It's no secret that Deni Bonet can rock a violin like nobody's business. Or that she writes memorable songs that make you want to listen again and again and again. Deni Bonet is, simply, a musical total package.
Deni Bonet's talent, combined with her boundless energy, does not have a limit. Watch her perform and you'll quickly understand why; she's a whirling dervish; a streak of aural and visual lightning wielding a violin bow. Dynamic and personable, she makes a concert hall become intimate and cozy. At the same time, don't expect to sit back on your laurels and just watch - a Deni Bonet show is a total experience in which you'd better be ready to have fun, participate and dance. Are you surprised that she has such an enormous following on Facebook (4300+ followers) and Twitter (20K+) - and that her YouTube channel is so popular (more than 100K views for the song "One In A Million" alone)? One glance, one listen - fact: you're hooked.
For years, Deni Bonet has been honing her craft as a virtuoso violinist, singer, songwriter and performer. And anyone who’s heard her last few albums, especially the fiery, funny and fabulous Last Girl On Earth, and 2013’s It’s All Good, knows that Ms. Bonet brought something extra special to the table. On It’s All Good, Bonet was joined by an array of high-profile collaborators including R.E.M.’s Peter Buck, Fred Schneider of The B-52s, Pete Kennedy, John Wesley Harding, Wings drummer Steve Holley, Young Fresh Fellow/R.E.M. associate Scott McCaughey, and even Broadway star Mary Testa. She turned to another well-known name, former Bongo frontman and baroque pop savant Richard Barone, to produce the album.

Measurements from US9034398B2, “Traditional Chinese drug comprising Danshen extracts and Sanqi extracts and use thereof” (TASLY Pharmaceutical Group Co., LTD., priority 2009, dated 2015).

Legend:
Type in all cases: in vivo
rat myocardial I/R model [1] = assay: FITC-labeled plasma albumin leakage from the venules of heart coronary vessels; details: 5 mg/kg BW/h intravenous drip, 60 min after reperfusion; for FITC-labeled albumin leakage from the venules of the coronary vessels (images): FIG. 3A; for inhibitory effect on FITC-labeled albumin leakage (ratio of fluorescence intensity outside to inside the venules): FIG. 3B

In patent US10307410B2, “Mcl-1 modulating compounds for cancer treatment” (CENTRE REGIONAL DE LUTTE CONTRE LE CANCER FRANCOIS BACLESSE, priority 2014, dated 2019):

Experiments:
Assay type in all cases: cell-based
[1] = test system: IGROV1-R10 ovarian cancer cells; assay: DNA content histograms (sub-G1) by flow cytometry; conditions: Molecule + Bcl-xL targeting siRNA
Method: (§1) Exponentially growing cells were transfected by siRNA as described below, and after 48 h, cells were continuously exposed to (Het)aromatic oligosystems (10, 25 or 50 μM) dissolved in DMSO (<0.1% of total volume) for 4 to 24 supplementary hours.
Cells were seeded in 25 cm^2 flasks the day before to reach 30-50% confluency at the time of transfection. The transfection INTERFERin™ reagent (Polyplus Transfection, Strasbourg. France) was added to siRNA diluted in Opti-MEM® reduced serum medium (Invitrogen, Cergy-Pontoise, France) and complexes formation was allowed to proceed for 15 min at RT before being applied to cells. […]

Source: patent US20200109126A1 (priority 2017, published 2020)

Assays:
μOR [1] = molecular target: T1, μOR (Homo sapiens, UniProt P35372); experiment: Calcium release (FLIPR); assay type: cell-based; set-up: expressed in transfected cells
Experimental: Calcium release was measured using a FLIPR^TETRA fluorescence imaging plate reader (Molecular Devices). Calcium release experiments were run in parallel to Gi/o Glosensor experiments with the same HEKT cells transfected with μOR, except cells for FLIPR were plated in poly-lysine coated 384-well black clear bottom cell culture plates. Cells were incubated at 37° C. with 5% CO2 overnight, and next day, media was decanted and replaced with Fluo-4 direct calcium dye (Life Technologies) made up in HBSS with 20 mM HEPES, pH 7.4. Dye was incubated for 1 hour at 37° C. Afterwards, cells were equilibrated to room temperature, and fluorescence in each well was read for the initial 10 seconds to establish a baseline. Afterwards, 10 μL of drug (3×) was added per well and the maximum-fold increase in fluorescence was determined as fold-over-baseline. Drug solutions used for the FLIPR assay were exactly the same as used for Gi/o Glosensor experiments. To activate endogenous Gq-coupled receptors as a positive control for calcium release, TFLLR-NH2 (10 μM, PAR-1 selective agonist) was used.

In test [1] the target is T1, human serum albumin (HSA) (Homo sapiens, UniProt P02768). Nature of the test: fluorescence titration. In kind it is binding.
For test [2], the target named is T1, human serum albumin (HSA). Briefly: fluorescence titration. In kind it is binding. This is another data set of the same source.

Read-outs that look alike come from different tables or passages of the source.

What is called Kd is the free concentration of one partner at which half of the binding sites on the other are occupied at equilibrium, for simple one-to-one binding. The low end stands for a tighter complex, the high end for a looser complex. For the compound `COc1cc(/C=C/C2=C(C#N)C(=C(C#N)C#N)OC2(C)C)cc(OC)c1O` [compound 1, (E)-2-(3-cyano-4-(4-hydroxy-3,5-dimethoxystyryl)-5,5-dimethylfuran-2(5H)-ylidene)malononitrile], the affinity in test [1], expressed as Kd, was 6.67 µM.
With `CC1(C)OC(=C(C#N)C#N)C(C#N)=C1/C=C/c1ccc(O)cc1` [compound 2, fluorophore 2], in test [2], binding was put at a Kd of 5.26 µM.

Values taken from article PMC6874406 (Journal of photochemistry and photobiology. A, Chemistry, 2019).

It's difficult to try and describe - or unnecessarily, classify Deni's music – her tastes and styles range from pop to roots-rock to traditional folk to high voltage rock and roll.
Raised in Northern Virginia, Bonet first came to widespread attention as a founding member of National Public Radio’s premier music show, Mountain Stage, where she built a following as a member of the broadcast’s house band; singing and playing in her own right and backing up artists as diverse as the Indigo Girls, Richard Thompson and Allen Toussaint. In the nineties, Bonet relocated to London, where she worked with alternative rock legend, Robyn Hitchcock, including a series of concerts as a duo that won praise from USA Today, The New York Times, The Washington Post and The Boston Globe. She played on Hitchcock’s album Moss Elixir, and even appeared in the Jonathan Demme concert film, Storefront Hitchcock, but eventually decided it was time to go solo.